FarmPolicy

October 31, 2014

Farm Bill; Trade; Animal Agriculture; Ag Economy; Climate Issues; and Financial Regulation

Farm Bill: House Ag Committee Field Hearing- Fresno, California

Robert Rodriguez reported yesterday at the Fresno Bee Online that, “Help for struggling dairies, incentives for reducing air pollution and support for a legal farm work force are among the items on California agriculture’s wish list for the 2012 Farm Bill.

“Nearly a dozen farmers testified to members of the House Agriculture Committee during a hearing Monday at the Fresno City Council Chambers.”

The article noted that, “Jamie Bledsoe, a Riverdale dairy operator and president of Western United Dairymen, detailed how high production costs and low dairy prices have put many California dairymen in a financial tailspin for at least the last 18 months. Bledsoe urged the committee members to create a farm safety net program that looks not just at low milk prices, but also the high costs of grain, forage and energy.

“Also gaining attention during the May 3 hearing was a non-traditional farm bill issue — the call for immigration reform.”

As lawmakers heard opening statements and perspectives on farm policy issues from the witnesses at yesterday’s hearing, Frank Rehermann, a rice producer from Live Oak, California provided some details on the state’s rice production and how some safety net provisions have impacted producers. To listen to a portion of Mr. Rehermann’s comments, in which he addresses crop insurance, marketing loans, counter-cyclical payments, direct payments and the new Average Crop Revenue Election program, just click here (MP3-5:20).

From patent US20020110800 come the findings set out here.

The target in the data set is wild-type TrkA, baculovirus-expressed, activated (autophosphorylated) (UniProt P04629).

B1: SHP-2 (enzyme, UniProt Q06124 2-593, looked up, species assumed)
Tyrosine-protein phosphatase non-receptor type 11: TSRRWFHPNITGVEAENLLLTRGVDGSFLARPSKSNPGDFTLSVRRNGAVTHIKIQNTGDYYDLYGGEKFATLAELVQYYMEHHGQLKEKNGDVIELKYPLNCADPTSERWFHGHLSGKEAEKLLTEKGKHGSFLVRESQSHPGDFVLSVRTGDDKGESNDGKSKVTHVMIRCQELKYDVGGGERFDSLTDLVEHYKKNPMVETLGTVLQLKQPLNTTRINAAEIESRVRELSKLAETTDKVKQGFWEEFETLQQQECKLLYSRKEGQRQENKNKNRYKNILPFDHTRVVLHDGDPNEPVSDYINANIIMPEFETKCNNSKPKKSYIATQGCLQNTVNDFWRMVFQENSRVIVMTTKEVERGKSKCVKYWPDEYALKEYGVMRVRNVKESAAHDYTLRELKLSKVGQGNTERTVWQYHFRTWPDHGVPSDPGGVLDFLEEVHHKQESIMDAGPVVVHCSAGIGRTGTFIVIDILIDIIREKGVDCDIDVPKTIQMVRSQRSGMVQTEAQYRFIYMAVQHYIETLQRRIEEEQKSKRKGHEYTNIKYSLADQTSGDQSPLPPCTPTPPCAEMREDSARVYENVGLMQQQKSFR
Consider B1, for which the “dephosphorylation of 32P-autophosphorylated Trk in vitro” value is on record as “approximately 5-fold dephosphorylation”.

House Ag Committee Chairman Collin Peterson (D-Minn.) also provided insight into his perspective on crop insurance and the future direction of the Farm Bill safety net; a portion of his comments from yesterday can be heard here (MP3-6:00).

The House Ag Committee continues its field hearings on the next Farm Bill this morning in Cheyenne, Wyoming; a complete schedule of upcoming Farm Bill hearings is available here.

Farm Bill: Focus on Dairy